Sometimes they're rare and worth of a lot of money. Other times, they're just weird and worth nothing.
One Abilene man, for instance found what he thinks could be a meteorite. So, we looked into just how likely it is that when you stumble upon something like this, that it is actually something of value. Or just another rock to add to your collection.
"My metal detector kinda went bonkers on me. Every setting I had went off on a rock."
It's something Gerrad Branum never expected while searching for hidden treasures on the Old Lincoln Middle campus.
"I've searched with a metal detector and it never went haywire on me before," says Branum.
Branum thought he may have something more than just an old chunk of earth. His first thought? A meteorite.
"Well, it's not that unusual," says Dr. Patrick Miller, a mathematics professor at Hardin-Simmons.
According to Dr. Miller, the material from outer space falls uniformly all over the earth, and has been, for billions of years.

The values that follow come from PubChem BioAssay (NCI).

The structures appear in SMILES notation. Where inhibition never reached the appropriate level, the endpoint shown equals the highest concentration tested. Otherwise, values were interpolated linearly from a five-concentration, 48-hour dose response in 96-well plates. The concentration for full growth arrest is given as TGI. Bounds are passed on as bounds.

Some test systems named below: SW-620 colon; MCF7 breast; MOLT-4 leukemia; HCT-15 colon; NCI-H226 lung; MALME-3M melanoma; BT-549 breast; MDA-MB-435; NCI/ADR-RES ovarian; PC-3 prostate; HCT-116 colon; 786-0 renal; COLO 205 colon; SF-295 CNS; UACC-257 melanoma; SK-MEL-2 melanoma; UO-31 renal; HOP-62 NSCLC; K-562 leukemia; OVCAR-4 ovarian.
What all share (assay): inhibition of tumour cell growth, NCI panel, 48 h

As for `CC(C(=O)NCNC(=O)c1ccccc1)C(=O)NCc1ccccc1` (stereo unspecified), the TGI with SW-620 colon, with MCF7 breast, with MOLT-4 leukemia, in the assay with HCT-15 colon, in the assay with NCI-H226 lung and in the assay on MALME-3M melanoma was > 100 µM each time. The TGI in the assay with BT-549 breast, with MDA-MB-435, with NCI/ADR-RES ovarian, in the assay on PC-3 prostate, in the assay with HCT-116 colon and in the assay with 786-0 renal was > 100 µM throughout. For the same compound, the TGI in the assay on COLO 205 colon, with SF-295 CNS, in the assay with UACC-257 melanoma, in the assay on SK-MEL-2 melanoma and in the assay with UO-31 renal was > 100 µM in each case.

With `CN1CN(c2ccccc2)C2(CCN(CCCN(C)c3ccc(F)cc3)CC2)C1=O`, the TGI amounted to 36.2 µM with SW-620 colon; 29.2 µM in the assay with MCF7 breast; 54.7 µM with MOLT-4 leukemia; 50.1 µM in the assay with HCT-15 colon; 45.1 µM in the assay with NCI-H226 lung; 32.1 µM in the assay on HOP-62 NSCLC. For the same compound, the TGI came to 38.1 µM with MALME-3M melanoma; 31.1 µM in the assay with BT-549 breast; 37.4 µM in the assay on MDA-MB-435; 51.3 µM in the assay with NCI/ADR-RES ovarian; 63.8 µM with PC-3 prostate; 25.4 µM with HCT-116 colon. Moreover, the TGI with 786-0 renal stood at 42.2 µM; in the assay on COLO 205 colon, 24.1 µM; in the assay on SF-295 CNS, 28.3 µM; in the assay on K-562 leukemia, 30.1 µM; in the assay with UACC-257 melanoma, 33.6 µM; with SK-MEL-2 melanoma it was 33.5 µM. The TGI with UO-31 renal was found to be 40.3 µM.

Miller adds, "So you're just as likely to find stuff here as you are anywhere else."
However, in the last 7 years, Dr. Miller has only identified one rock brought in as an actual meteorite. And today, he was unable to precisely identify Branum's rock, but has some pretty good insight.
"Well, i don't think it's a meteorite. It's slightly magnetic. I think it's volcanic in origin," says Miller.
Dr. Miller says the rock could have even been brought into the school by a landscaping business, but encouraged Branum not to give up hope.
"It would be a million and one kinda like winning the lottery, in my aspect."
Dr. Miller says the university usually sends their unidentified rocks to TCU to be accurately identified with the proper machinery.